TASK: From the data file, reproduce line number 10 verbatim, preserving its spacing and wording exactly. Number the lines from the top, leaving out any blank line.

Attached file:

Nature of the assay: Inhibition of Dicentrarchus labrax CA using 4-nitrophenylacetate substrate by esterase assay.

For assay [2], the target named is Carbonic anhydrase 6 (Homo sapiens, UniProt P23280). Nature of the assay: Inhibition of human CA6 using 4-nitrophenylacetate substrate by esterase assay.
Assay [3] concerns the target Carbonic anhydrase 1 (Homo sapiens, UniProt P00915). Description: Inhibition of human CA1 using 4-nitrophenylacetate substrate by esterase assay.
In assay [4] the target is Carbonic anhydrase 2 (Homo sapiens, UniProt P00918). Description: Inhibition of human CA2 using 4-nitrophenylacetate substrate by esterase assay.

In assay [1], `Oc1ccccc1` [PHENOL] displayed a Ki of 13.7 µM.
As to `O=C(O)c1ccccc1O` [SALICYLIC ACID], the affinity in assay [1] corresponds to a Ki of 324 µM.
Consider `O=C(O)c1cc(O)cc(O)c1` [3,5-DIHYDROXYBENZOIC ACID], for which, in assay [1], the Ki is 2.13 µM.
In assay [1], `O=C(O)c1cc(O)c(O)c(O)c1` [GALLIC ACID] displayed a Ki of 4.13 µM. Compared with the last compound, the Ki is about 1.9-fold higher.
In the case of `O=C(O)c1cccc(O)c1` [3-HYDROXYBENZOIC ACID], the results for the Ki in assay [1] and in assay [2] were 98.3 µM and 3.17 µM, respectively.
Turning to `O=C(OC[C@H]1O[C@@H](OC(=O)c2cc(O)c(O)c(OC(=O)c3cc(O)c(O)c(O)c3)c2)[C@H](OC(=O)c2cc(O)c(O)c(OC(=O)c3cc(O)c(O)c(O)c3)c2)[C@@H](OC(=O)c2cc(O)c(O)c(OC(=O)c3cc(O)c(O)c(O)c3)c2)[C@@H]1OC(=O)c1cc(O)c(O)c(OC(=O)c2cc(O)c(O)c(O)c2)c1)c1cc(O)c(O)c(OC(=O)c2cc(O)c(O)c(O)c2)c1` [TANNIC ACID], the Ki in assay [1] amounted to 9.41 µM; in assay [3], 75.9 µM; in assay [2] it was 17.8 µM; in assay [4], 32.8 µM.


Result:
Turning to `O=C(OC[C@H]1O[C@@H](OC(=O)c2cc(O)c(O)c(OC(=O)c3cc(O)c(O)c(O)c3)c2)[C@H](OC(=O)c2cc(O)c(O)c(OC(=O)c3cc(O)c(O)c(O)c3)c2)[C@@H](OC(=O)c2cc(O)c(O)c(OC(=O)c3cc(O)c(O)c(O)c3)c2)[C@@H]1OC(=O)c1cc(O)c(O)c(OC(=O)c2cc(O)c(O)c(O)c2)c1)c1cc(O)c(O)c(OC(=O)c2cc(O)c(O)c(O)c2)c1` [TANNIC ACID], the Ki in assay [1] amounted to 9.41 µM; in assay [3], 75.9 µM; in assay [2] it was 17.8 µM; in assay [4], 32.8 µM.